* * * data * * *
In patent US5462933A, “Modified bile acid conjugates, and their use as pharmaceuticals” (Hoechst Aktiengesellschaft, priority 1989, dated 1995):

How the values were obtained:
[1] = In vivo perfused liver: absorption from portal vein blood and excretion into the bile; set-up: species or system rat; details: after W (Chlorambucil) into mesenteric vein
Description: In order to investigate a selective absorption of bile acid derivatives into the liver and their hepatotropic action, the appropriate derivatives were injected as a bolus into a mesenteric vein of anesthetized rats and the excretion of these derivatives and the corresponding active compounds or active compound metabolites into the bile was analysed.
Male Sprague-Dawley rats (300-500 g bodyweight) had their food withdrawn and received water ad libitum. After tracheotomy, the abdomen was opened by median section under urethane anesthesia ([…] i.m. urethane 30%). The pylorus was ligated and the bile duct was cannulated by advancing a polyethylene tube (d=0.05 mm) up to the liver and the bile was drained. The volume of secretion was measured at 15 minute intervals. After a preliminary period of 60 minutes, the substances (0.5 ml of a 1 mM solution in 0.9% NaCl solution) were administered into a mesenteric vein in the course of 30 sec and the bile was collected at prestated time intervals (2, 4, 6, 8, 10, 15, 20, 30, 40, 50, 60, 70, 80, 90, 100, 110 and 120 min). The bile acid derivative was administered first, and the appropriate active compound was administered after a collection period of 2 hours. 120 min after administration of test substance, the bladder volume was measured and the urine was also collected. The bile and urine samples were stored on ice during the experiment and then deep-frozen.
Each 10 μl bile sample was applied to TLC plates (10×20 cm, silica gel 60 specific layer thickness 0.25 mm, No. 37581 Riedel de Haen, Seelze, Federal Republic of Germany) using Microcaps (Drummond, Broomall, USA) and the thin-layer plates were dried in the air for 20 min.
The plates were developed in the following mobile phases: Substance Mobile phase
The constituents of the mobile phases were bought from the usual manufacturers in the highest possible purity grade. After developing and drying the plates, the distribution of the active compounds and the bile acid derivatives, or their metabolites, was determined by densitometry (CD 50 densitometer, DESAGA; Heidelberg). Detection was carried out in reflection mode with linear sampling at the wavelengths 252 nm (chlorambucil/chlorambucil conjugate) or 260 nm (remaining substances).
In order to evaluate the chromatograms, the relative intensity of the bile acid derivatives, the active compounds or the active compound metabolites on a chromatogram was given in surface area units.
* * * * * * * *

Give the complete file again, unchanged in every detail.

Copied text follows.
In patent US5462933A, “Modified bile acid conjugates, and their use as pharmaceuticals” (Hoechst Aktiengesellschaft, priority 1989, dated 1995):

How the values were obtained:
[1] = In vivo perfused liver: absorption from portal vein blood and excretion into the bile; set-up: species or system rat; details: after W (Chlorambucil) into mesenteric vein
Description: In order to investigate a selective absorption of bile acid derivatives into the liver and their hepatotropic action, the appropriate derivatives were injected as a bolus into a mesenteric vein of anesthetized rats and the excretion of these derivatives and the corresponding active compounds or active compound metabolites into the bile was analysed.
Male Sprague-Dawley rats (300-500 g bodyweight) had their food withdrawn and received water ad libitum. After tracheotomy, the abdomen was opened by median section under urethane anesthesia ([…] i.m. urethane 30%). The pylorus was ligated and the bile duct was cannulated by advancing a polyethylene tube (d=0.05 mm) up to the liver and the bile was drained. The volume of secretion was measured at 15 minute intervals. After a preliminary period of 60 minutes, the substances (0.5 ml of a 1 mM solution in 0.9% NaCl solution) were administered into a mesenteric vein in the course of 30 sec and the bile was collected at prestated time intervals (2, 4, 6, 8, 10, 15, 20, 30, 40, 50, 60, 70, 80, 90, 100, 110 and 120 min). The bile acid derivative was administered first, and the appropriate active compound was administered after a collection period of 2 hours. 120 min after administration of test substance, the bladder volume was measured and the urine was also collected. The bile and urine samples were stored on ice during the experiment and then deep-frozen.
Each 10 μl bile sample was applied to TLC plates (10×20 cm, silica gel 60 specific layer thickness 0.25 mm, No. 37581 Riedel de Haen, Seelze, Federal Republic of Germany) using Microcaps (Drummond, Broomall, USA) and the thin-layer plates were dried in the air for 20 min.
The plates were developed in the following mobile phases: Substance Mobile phase
The constituents of the mobile phases were bought from the usual manufacturers in the highest possible purity grade. After developing and drying the plates, the distribution of the active compounds and the bile acid derivatives, or their metabolites, was determined by densitometry (CD 50 densitometer, DESAGA; Heidelberg). Detection was carried out in reflection mode with linear sampling at the wavelengths 252 nm (chlorambucil/chlorambucil conjugate) or 260 nm (remaining substances).
In order to evaluate the chromatograms, the relative intensity of the bile acid derivatives, the active compounds or the active compound metabolites on a chromatogram was given in surface area units.